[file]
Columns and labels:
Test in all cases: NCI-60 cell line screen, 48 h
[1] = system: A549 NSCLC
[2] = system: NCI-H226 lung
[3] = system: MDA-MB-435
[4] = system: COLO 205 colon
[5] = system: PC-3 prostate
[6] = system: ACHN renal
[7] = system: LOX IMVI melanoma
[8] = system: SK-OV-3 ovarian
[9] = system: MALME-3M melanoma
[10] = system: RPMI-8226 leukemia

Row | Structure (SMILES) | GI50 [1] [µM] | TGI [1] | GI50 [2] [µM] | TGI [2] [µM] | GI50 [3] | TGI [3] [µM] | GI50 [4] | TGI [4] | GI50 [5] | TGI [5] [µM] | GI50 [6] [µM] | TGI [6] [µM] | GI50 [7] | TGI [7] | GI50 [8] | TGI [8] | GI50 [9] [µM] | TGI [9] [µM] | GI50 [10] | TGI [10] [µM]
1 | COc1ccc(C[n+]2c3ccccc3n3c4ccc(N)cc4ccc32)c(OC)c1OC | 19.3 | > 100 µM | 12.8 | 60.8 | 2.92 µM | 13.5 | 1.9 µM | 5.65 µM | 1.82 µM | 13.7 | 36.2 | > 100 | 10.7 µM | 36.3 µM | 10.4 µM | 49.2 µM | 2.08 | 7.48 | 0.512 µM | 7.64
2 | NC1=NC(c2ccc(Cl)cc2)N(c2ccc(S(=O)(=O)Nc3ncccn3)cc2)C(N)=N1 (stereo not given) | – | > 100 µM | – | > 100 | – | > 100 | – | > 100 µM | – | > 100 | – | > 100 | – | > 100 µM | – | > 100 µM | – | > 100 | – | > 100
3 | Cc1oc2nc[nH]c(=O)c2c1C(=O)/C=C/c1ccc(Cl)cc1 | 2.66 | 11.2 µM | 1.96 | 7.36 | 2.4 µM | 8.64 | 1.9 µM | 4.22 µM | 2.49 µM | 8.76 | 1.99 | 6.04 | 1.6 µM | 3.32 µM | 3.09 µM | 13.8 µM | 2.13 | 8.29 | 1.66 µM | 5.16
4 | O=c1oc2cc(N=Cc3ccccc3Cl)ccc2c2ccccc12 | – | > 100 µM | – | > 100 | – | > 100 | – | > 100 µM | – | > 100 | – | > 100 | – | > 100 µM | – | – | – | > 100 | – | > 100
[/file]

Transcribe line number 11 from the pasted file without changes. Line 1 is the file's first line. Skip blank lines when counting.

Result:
[9] = system: MALME-3M melanoma